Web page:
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I am starting on my 24 x 28 shop and will be doing most of the work by myself. The shop will have 10' walls and a 2nd floor built from I joist. I work in the trades but I do not frame and would like to ask 2 questions:

Question #1- If the building code in your area follows the IBC and you are framing the walls with 10' 2x4 and verticle 1/2" 4x8 OSB how much blocking between the stud will you need. I understand that I will need one where the 2 OSB boards meet to complete the 10' wall, but I was told that I will need possibly 2 more lines of blocking particularly on the (2)24' walls that support the I Joist on the 2nd floor. Is this true.

Question #2- I will be framing these walls on a concrete slab with bolts. I cannot lift a full size wall over these by myself. A older framer that I know suggested fitting the treated 2x4 bottom plate over the bolts and secure, then nail the studs to the top plate(in sections that you can lift)and lift that onto the bottom plate securing by toe nailing into the bottom plate. Will this be adequate and pass inspection if done properly. If you have a better idea I sure would like to hear it.
 

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Check with local codes for question #1
As far as #2 goes, why not save the extra plate, and frame the wall without sheathing and lift into place. Sheath afterwards. Sometimes its more accurate to do it this way when working on a slab that may or may not be perfectly flat and level.
 

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I am starting on my 24 x 28 shop and will be doing most of the work by myself. The shop will have 10' walls and a 2nd floor built from I joist. I work in the trades but I do not frame and would like to ask 2 questions:

Question #1- If the building code in your area follows the IBC and you are framing the walls with 10' 2x4 and verticle 1/2" 4x8 OSB how much blocking between the stud will you need. I understand that I will need one where the 2 OSB boards meet to complete the 10' wall, but I was told that I will need possibly 2 more lines of blocking particularly on the (2)24' walls that support the I Joist on the 2nd floor. Is this true.

Question #2- I will be framing these walls on a concrete slab with bolts. I cannot lift a full size wall over these by myself. A older framer that I know suggested fitting the treated 2x4 bottom plate over the bolts and secure, then nail the studs to the top plate(in sections that you can lift)and lift that onto the bottom plate securing by toe nailing into the bottom plate. Will this be adequate and pass inspection if done properly. If you have a better idea I sure would like to hear it.
Why would you need blocking between any studs when using osb whether you run it horizontally or vertically? Is this a Regional thing?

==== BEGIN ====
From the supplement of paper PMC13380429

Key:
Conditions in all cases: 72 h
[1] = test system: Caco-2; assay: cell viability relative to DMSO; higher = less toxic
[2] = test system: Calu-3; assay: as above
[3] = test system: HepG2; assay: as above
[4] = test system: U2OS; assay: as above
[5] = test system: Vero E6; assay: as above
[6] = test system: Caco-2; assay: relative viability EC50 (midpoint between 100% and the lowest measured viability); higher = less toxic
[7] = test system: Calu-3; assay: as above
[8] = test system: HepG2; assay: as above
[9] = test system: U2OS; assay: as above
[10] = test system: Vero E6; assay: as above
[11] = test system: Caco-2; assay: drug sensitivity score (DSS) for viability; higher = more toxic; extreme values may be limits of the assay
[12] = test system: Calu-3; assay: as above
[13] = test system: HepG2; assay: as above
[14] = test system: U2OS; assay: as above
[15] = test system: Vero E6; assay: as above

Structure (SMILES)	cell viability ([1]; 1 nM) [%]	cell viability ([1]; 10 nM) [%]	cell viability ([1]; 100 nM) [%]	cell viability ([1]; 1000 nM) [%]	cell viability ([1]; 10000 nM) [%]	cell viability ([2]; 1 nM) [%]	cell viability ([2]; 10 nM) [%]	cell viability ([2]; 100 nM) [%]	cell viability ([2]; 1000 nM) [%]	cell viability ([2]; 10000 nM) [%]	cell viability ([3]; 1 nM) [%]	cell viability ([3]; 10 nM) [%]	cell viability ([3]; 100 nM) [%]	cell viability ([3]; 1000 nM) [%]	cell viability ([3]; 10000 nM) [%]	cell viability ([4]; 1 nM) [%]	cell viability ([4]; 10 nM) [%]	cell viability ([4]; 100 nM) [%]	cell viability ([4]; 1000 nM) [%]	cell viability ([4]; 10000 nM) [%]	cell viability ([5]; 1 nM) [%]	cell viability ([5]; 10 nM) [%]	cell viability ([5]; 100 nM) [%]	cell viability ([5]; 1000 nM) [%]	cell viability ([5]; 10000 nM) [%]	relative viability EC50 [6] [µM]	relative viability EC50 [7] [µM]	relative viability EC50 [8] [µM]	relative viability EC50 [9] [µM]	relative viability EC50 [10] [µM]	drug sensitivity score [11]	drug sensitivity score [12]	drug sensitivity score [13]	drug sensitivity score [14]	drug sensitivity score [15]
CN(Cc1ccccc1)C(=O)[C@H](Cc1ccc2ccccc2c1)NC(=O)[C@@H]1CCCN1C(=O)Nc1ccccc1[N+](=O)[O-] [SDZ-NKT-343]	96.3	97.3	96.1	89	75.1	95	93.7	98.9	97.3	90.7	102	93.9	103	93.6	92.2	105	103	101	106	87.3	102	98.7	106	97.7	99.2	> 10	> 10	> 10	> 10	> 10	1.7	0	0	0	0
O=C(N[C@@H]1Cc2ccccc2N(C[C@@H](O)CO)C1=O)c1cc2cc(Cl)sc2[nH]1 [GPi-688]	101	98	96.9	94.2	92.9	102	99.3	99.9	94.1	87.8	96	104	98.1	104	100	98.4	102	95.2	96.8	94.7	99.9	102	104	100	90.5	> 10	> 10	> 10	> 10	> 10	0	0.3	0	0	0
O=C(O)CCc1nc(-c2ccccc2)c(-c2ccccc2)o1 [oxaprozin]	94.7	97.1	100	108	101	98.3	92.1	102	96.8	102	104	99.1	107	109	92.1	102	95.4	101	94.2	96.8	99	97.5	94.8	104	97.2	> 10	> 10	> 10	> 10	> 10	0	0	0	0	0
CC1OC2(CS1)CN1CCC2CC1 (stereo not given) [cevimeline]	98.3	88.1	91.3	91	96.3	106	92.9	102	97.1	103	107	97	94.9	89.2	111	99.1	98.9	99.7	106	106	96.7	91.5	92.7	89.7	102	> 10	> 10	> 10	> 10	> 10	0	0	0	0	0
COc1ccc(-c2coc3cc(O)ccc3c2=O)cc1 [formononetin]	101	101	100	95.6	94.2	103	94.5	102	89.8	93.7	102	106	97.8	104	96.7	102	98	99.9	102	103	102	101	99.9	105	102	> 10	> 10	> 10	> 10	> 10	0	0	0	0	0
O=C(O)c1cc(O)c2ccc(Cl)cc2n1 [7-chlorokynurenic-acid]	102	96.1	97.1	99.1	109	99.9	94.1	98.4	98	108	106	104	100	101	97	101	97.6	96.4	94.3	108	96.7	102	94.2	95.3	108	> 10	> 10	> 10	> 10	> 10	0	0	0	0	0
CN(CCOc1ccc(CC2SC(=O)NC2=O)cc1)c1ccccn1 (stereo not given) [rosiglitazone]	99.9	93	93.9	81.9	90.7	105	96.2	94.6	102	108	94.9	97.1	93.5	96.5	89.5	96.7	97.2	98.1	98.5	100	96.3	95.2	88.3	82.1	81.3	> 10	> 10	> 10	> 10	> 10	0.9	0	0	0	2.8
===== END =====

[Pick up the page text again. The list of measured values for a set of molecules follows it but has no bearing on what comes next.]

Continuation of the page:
As far as nailing your shoe/plate down and toenailing the studs, this is done every day where I'm from and meets code the same way facenailing and sheathing a wall before you stand it up. Nothing to worry about when toenailing.
 

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We have to do it here.

My understanding is , on corners for the first 4' you have to block any joint of the sheeting .
Must be a Regional thing. We don't block anything when running horizontal sheathing. I rarely use osb, but even when I did when running horizontally or vertically, never once installed any blocking.
 

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Blocking is a regional thing. I had to do it on my addtions because I ran the osb horizontially. If I ran it vertically there would be no blocking.
The Inspector told me it was for shear. I haven't framed in about 15 yrs and I wasn't about to argue with him for an hours worth of blocking
 

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Must be a Regional thing. We don't block anything when running horizontal sheathing. I rarely use osb, but even when I did when running horizontally or vertically, never once installed any blocking.
Yep it is, people quit running horizontal sheathing about 12 years ago around here, can't have a splice with nothing behind it.

But for the thread starter, you can buy 4 x 10 sheets of osb that are made for 10 foot walls, it would eliminate the need for any blocking if it is required.
 

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From the questions you are asking it looks like this is too big of a job for you. I would suggest that you hire an experienced framer that would let you be his helper in order to gain some experience and to be part of your project. You will save more than what he would charge in the savings of time, material, and rework. You may also want to check in on the DIY forum.
 

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No better way to learn than to try! There has been so many situations in my life where if I would have listened to NWBuilder's advice I would have been stopped cold in my tracks. God gave us a brain, and Al Gore gave us the Internet, and with both of those resources the information is out there to learn how to do just about anything.
 
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